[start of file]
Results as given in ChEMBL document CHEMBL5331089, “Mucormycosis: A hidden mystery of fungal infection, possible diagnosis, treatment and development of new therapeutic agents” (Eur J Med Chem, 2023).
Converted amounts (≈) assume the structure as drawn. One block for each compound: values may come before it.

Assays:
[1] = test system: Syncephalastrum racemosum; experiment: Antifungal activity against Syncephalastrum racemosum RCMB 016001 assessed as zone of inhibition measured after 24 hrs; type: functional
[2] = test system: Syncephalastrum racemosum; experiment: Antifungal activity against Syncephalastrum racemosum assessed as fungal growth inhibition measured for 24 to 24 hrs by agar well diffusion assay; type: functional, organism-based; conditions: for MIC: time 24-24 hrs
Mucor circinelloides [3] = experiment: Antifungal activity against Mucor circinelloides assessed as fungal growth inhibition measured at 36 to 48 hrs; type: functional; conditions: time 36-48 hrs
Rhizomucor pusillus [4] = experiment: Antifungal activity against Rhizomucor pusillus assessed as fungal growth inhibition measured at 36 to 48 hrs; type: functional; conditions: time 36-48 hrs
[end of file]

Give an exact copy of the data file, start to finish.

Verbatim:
Results as given in ChEMBL document CHEMBL5331089, “Mucormycosis: A hidden mystery of fungal infection, possible diagnosis, treatment and development of new therapeutic agents” (Eur J Med Chem, 2023).
Converted amounts (≈) assume the structure as drawn. One block for each compound: values may come before it.

Assays:
[1] = test system: Syncephalastrum racemosum; experiment: Antifungal activity against Syncephalastrum racemosum RCMB 016001 assessed as zone of inhibition measured after 24 hrs; type: functional
[2] = test system: Syncephalastrum racemosum; experiment: Antifungal activity against Syncephalastrum racemosum assessed as fungal growth inhibition measured for 24 to 24 hrs by agar well diffusion assay; type: functional, organism-based; conditions: for MIC: time 24-24 hrs
Mucor circinelloides [3] = experiment: Antifungal activity against Mucor circinelloides assessed as fungal growth inhibition measured at 36 to 48 hrs; type: functional; conditions: time 36-48 hrs
Rhizomucor pusillus [4] = experiment: Antifungal activity against Rhizomucor pusillus assessed as fungal growth inhibition measured at 36 to 48 hrs; type: functional; conditions: time 36-48 hrs